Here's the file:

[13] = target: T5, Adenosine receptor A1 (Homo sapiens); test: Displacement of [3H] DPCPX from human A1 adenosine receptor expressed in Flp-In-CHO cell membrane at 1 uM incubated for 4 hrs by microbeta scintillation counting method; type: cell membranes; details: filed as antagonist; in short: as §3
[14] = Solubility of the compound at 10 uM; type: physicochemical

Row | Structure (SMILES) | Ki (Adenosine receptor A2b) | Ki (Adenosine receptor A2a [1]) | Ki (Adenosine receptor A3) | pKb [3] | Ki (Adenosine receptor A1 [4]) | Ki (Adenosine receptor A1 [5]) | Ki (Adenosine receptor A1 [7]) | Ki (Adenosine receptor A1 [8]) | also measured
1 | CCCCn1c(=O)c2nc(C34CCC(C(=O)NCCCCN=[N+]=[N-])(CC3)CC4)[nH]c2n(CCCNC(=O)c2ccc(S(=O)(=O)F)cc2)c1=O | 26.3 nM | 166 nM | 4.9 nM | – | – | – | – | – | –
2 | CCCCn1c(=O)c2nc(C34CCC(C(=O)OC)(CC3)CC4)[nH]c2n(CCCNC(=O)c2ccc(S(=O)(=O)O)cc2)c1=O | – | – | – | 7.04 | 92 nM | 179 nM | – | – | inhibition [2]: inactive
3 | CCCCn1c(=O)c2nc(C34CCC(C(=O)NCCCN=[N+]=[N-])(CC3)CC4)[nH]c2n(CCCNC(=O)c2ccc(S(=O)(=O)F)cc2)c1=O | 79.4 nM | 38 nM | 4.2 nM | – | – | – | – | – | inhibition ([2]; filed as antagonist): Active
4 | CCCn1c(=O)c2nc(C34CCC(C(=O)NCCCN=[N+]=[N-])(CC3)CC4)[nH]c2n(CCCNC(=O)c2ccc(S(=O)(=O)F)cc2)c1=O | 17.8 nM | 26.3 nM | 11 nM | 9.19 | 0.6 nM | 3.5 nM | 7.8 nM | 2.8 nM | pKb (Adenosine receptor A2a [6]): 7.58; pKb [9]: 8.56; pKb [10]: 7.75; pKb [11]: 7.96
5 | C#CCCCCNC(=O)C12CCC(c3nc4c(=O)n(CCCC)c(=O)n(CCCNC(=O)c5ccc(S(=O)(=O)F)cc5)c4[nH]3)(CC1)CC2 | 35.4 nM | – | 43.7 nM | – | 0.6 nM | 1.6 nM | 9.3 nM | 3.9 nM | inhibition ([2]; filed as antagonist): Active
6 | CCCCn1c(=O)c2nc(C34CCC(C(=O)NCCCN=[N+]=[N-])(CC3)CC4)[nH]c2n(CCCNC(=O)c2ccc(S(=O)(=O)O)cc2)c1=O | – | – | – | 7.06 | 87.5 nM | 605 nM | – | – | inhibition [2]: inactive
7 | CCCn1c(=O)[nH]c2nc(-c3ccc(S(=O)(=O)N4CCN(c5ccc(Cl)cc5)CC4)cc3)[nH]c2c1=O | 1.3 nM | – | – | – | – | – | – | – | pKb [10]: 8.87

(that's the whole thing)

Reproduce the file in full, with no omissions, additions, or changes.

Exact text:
[13] = target: T5, Adenosine receptor A1 (Homo sapiens); test: Displacement of [3H] DPCPX from human A1 adenosine receptor expressed in Flp-In-CHO cell membrane at 1 uM incubated for 4 hrs by microbeta scintillation counting method; type: cell membranes; details: filed as antagonist; in short: as §3
[14] = Solubility of the compound at 10 uM; type: physicochemical

Row | Structure (SMILES) | Ki (Adenosine receptor A2b) | Ki (Adenosine receptor A2a [1]) | Ki (Adenosine receptor A3) | pKb [3] | Ki (Adenosine receptor A1 [4]) | Ki (Adenosine receptor A1 [5]) | Ki (Adenosine receptor A1 [7]) | Ki (Adenosine receptor A1 [8]) | also measured
1 | CCCCn1c(=O)c2nc(C34CCC(C(=O)NCCCCN=[N+]=[N-])(CC3)CC4)[nH]c2n(CCCNC(=O)c2ccc(S(=O)(=O)F)cc2)c1=O | 26.3 nM | 166 nM | 4.9 nM | – | – | – | – | – | –
2 | CCCCn1c(=O)c2nc(C34CCC(C(=O)OC)(CC3)CC4)[nH]c2n(CCCNC(=O)c2ccc(S(=O)(=O)O)cc2)c1=O | – | – | – | 7.04 | 92 nM | 179 nM | – | – | inhibition [2]: inactive
3 | CCCCn1c(=O)c2nc(C34CCC(C(=O)NCCCN=[N+]=[N-])(CC3)CC4)[nH]c2n(CCCNC(=O)c2ccc(S(=O)(=O)F)cc2)c1=O | 79.4 nM | 38 nM | 4.2 nM | – | – | – | – | – | inhibition ([2]; filed as antagonist): Active
4 | CCCn1c(=O)c2nc(C34CCC(C(=O)NCCCN=[N+]=[N-])(CC3)CC4)[nH]c2n(CCCNC(=O)c2ccc(S(=O)(=O)F)cc2)c1=O | 17.8 nM | 26.3 nM | 11 nM | 9.19 | 0.6 nM | 3.5 nM | 7.8 nM | 2.8 nM | pKb (Adenosine receptor A2a [6]): 7.58; pKb [9]: 8.56; pKb [10]: 7.75; pKb [11]: 7.96
5 | C#CCCCCNC(=O)C12CCC(c3nc4c(=O)n(CCCC)c(=O)n(CCCNC(=O)c5ccc(S(=O)(=O)F)cc5)c4[nH]3)(CC1)CC2 | 35.4 nM | – | 43.7 nM | – | 0.6 nM | 1.6 nM | 9.3 nM | 3.9 nM | inhibition ([2]; filed as antagonist): Active
6 | CCCCn1c(=O)c2nc(C34CCC(C(=O)NCCCN=[N+]=[N-])(CC3)CC4)[nH]c2n(CCCNC(=O)c2ccc(S(=O)(=O)O)cc2)c1=O | – | – | – | 7.06 | 87.5 nM | 605 nM | – | – | inhibition [2]: inactive
7 | CCCn1c(=O)[nH]c2nc(-c3ccc(S(=O)(=O)N4CCN(c5ccc(Cl)cc5)CC4)cc3)[nH]c2c1=O | 1.3 nM | – | – | – | – | – | – | – | pKb [10]: 8.87